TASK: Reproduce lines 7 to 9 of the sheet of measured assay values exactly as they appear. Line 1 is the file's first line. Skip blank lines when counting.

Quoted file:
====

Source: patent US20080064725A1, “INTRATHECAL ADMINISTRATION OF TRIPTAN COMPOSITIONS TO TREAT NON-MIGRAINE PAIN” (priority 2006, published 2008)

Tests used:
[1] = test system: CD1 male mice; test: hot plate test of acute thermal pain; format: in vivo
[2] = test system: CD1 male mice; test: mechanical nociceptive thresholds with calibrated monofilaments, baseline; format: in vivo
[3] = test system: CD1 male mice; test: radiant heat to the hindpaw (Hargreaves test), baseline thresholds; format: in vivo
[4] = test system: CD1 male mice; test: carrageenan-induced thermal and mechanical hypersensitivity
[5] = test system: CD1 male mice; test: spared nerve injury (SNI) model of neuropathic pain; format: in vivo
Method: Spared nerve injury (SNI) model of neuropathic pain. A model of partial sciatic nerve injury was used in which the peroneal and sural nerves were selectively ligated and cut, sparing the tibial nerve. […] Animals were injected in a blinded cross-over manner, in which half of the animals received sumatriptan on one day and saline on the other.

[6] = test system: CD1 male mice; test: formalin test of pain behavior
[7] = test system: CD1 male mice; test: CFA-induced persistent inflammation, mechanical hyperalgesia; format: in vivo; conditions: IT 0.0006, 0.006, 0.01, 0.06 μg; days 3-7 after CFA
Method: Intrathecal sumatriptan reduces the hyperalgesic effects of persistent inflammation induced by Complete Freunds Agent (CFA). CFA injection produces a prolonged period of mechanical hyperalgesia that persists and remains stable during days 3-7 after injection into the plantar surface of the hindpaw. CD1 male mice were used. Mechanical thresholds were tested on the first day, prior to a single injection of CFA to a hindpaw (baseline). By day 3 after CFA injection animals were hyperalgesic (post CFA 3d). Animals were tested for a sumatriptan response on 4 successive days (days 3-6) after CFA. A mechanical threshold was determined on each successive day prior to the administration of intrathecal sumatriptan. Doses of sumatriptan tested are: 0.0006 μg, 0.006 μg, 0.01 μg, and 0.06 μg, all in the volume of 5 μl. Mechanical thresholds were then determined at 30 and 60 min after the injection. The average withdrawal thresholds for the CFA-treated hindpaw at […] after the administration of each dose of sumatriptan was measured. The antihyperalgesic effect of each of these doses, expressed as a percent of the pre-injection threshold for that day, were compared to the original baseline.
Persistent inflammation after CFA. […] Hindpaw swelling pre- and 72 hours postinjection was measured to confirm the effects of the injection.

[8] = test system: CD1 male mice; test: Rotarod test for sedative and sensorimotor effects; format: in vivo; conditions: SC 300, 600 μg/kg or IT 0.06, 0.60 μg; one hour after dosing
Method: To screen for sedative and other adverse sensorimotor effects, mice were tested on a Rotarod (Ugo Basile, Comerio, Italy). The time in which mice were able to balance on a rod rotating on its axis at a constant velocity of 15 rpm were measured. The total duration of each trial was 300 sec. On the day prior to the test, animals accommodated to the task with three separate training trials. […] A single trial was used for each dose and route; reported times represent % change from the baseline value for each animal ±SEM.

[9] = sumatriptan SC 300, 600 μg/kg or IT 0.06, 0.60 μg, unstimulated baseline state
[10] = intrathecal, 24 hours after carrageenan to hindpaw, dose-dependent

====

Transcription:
[5] = test system: CD1 male mice; test: spared nerve injury (SNI) model of neuropathic pain; format: in vivo
Method: Spared nerve injury (SNI) model of neuropathic pain. A model of partial sciatic nerve injury was used in which the peroneal and sural nerves were selectively ligated and cut, sparing the tibial nerve. […] Animals were injected in a blinded cross-over manner, in which half of the animals received sumatriptan on one day and saline on the other.

[6] = test system: CD1 male mice; test: formalin test of pain behavior